Dictionary of Sydney

The Dictionary of Sydney was archived in 2021.

Cookney, George

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Cookney, George

George Cookney was born on 3 May 1799 in the parish of St Andrew's, Holborn, Middlesex. His father, Charles Cookney, was the lifelong counsel and agent of D'Arcy Wentworth, who sailed to New South Wales as an assistant surgeon with the Second Fleet in 1790. George was probably educated at Bletchley with D'Arcy Wentworth's son William Charles Wentworth, his future sponsor. [1]

It is unclear whether George Cookney trained under an established architect. Before leaving England, he was better known as a surveyor in Bedford Row, Middlesex. He arrived in Hobart on the brig Francis on 19 August 1823 and within a month was in New South Wales, confidently advertising his services as an architect. However, because of inadequate commissions, he left New South Wales in March 1824 for Mauritius, where his older brother John served as a government interpreter. He remained there for some eight months and returned to New South Wales after WC Wentworth advised him of the dismissal of Standish Lawrence Harris and that the position of Colonial Architect would remain vacant for three or four months if he wanted it.

Cookney arrived back in Sydney on 5 March 1825 and was appointed Government Architect on 22 April 1825. He is best known for the design and costing of the Lapérouse Monument and Père Receveur's grave in the suburb of La Perouse on Botany Bay. Cookney also reported on the condition of Old Sydney Gaol and the Macquarie Lighthouse. He was dismissed 12 months after his appointment, by Governor Darling, because of his 'general habits'. It would seem that he was an alcoholic.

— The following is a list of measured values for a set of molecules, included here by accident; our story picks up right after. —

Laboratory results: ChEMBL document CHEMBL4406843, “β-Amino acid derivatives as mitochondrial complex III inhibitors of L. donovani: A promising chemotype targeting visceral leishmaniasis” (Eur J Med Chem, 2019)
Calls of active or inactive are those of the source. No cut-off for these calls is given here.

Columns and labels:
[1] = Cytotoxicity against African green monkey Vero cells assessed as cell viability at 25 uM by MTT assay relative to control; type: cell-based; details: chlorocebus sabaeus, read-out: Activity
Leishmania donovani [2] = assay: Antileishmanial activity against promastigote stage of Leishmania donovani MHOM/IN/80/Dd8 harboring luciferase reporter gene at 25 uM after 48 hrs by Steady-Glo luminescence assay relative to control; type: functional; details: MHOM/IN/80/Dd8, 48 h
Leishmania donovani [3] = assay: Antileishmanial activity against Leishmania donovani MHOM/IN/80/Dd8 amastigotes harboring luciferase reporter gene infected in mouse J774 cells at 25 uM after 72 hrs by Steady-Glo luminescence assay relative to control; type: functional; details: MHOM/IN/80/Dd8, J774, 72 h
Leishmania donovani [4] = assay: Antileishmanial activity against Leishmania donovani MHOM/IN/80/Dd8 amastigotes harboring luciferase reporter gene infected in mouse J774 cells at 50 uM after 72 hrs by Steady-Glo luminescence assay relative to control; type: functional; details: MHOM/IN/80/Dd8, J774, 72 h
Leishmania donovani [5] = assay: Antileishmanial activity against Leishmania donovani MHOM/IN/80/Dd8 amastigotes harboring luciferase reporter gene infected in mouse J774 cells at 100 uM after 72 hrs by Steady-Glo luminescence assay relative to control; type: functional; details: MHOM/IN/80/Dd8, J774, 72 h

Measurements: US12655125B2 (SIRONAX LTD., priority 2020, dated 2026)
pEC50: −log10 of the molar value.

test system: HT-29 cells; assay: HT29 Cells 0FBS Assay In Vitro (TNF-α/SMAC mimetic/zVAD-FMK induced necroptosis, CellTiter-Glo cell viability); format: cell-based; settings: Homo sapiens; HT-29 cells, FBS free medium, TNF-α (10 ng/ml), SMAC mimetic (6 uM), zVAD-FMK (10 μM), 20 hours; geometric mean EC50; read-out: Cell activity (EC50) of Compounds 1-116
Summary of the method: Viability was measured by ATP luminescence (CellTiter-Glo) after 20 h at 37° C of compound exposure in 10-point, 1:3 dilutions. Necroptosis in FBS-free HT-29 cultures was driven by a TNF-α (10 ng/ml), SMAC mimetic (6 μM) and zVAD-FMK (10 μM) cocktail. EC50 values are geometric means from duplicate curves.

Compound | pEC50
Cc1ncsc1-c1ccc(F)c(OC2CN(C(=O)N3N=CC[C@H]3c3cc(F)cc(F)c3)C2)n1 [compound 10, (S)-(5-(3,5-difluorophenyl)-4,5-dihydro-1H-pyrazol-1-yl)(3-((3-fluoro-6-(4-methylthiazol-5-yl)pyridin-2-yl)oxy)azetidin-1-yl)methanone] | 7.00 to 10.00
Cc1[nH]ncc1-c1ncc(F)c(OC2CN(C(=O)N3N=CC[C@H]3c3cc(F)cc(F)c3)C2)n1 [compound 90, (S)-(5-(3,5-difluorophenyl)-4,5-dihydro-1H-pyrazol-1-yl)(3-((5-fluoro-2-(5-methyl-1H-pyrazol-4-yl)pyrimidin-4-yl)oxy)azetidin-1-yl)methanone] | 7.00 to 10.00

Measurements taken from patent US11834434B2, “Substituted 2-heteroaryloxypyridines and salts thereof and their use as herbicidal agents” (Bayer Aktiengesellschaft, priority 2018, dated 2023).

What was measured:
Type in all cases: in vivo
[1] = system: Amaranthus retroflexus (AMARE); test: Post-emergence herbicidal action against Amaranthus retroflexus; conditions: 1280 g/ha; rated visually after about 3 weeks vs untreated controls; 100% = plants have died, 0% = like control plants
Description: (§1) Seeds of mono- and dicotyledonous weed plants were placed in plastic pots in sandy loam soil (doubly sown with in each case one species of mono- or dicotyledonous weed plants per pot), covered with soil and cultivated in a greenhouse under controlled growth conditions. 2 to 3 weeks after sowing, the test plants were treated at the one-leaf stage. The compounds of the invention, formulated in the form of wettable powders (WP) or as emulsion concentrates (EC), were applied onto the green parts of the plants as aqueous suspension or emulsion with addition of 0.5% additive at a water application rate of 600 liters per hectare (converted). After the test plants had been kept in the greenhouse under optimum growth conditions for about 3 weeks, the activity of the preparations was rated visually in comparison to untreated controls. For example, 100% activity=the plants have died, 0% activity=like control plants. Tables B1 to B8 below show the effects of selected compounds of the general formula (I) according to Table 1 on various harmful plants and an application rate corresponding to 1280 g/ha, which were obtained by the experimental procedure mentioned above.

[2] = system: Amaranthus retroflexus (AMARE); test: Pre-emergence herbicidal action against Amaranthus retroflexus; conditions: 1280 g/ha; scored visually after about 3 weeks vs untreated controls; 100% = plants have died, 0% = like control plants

In 1829 Cookney designed the outbuildings and stables for WC Wentworth at Vaucluse, but eventually fell out with his former patron. In May 1838 he was convicted of being an accessory after the theft of a mirror valued at £20 and sentenced to seven years' transportation. As convict no 14630, he arrived in Hobart on the Marian Watson on 27 July 1838. He did not adjust easily to convict life and was repeatedly punished. On 2 October 1845 Cookney received a ticket of leave (Free cert no 627 1846) and soon after became partner of the Hobart architect James Alexander Thomson (himself a former convict). At the time of Cookney's release, Thomson was completing his most important commission: the Hobart Synagogue (1843–5) built in a striking Regency Egyptian style. In the years that followed, Cookney and Thomson would design numerous utilitarian domestic buildings and some offices, shops and harbour structures in Hobart and its environs. After Thomson's death, Cookney continued to practice as an architect. He married in 1855, had three children and died in Hobart on 21 February 1876.


Edward Duyker, 'George Cookney (1799–1876): Colonial Architect', Doryanthes, vol 4, no 1, February 2011, pp 14–19

Marc Serge Rivière, The Governor's Noble Guest: Hyacinthe de Bougainville's Account of Port Jackson, 1825, The Miegunyah Press/Melbourne University Press, 1999, Appendix 4 'The La Pérouse Monument at Botany Bay', pp 244–250


[1] This entry is based on Edward Duyker, 'George Cookney (1799–1876): Colonial Architect', Doryanthes, vol 4, no 1, February 2011, pp 14–19